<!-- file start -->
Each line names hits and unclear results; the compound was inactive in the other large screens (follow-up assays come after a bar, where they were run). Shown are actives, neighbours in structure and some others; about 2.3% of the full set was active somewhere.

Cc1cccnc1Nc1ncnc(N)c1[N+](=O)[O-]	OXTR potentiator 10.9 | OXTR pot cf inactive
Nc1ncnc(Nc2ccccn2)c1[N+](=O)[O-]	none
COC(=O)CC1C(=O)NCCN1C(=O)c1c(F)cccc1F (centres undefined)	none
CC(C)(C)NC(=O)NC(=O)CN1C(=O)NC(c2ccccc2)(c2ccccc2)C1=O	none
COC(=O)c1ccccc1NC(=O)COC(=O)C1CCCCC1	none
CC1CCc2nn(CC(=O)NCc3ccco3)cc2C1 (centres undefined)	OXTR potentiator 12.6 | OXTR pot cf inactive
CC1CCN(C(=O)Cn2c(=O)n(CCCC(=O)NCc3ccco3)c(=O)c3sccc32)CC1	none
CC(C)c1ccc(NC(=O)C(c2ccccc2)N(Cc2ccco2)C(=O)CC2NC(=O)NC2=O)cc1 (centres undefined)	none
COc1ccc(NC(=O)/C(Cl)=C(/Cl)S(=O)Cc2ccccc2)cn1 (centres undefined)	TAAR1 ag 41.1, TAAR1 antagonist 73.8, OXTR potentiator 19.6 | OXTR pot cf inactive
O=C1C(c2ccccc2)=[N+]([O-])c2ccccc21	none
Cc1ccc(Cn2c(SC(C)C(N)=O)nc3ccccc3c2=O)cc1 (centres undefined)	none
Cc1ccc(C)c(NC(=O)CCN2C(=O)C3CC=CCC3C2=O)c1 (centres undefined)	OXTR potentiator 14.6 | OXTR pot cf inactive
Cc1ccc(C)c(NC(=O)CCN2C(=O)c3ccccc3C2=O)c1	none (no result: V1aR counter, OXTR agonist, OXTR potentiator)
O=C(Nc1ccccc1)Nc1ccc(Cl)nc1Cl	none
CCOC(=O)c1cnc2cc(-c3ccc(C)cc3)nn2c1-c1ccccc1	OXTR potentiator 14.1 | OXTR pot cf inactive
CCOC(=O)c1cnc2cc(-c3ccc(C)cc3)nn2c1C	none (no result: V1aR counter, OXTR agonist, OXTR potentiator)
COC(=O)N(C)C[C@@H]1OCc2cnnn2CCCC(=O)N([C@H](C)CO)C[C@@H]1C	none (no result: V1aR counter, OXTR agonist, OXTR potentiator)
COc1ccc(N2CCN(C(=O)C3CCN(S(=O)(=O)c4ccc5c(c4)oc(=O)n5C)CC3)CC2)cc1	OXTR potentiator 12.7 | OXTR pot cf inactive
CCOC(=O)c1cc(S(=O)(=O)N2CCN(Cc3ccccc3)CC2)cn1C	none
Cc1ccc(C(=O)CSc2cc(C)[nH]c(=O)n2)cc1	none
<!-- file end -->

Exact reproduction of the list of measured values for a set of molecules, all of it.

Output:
Each line names hits and unclear results; the compound was inactive in the other large screens (follow-up assays come after a bar, where they were run). Shown are actives, neighbours in structure and some others; about 2.3% of the full set was active somewhere.

Cc1cccnc1Nc1ncnc(N)c1[N+](=O)[O-]	OXTR potentiator 10.9 | OXTR pot cf inactive
Nc1ncnc(Nc2ccccn2)c1[N+](=O)[O-]	none
COC(=O)CC1C(=O)NCCN1C(=O)c1c(F)cccc1F (centres undefined)	none
CC(C)(C)NC(=O)NC(=O)CN1C(=O)NC(c2ccccc2)(c2ccccc2)C1=O	none
COC(=O)c1ccccc1NC(=O)COC(=O)C1CCCCC1	none
CC1CCc2nn(CC(=O)NCc3ccco3)cc2C1 (centres undefined)	OXTR potentiator 12.6 | OXTR pot cf inactive
CC1CCN(C(=O)Cn2c(=O)n(CCCC(=O)NCc3ccco3)c(=O)c3sccc32)CC1	none
CC(C)c1ccc(NC(=O)C(c2ccccc2)N(Cc2ccco2)C(=O)CC2NC(=O)NC2=O)cc1 (centres undefined)	none
COc1ccc(NC(=O)/C(Cl)=C(/Cl)S(=O)Cc2ccccc2)cn1 (centres undefined)	TAAR1 ag 41.1, TAAR1 antagonist 73.8, OXTR potentiator 19.6 | OXTR pot cf inactive
O=C1C(c2ccccc2)=[N+]([O-])c2ccccc21	none
Cc1ccc(Cn2c(SC(C)C(N)=O)nc3ccccc3c2=O)cc1 (centres undefined)	none
Cc1ccc(C)c(NC(=O)CCN2C(=O)C3CC=CCC3C2=O)c1 (centres undefined)	OXTR potentiator 14.6 | OXTR pot cf inactive
Cc1ccc(C)c(NC(=O)CCN2C(=O)c3ccccc3C2=O)c1	none (no result: V1aR counter, OXTR agonist, OXTR potentiator)
O=C(Nc1ccccc1)Nc1ccc(Cl)nc1Cl	none
CCOC(=O)c1cnc2cc(-c3ccc(C)cc3)nn2c1-c1ccccc1	OXTR potentiator 14.1 | OXTR pot cf inactive
CCOC(=O)c1cnc2cc(-c3ccc(C)cc3)nn2c1C	none (no result: V1aR counter, OXTR agonist, OXTR potentiator)
COC(=O)N(C)C[C@@H]1OCc2cnnn2CCCC(=O)N([C@H](C)CO)C[C@@H]1C	none (no result: V1aR counter, OXTR agonist, OXTR potentiator)
COc1ccc(N2CCN(C(=O)C3CCN(S(=O)(=O)c4ccc5c(c4)oc(=O)n5C)CC3)CC2)cc1	OXTR potentiator 12.7 | OXTR pot cf inactive
CCOC(=O)c1cc(S(=O)(=O)N2CCN(Cc3ccccc3)CC2)cn1C	none
Cc1ccc(C(=O)CSc2cc(C)[nH]c(=O)n2)cc1	none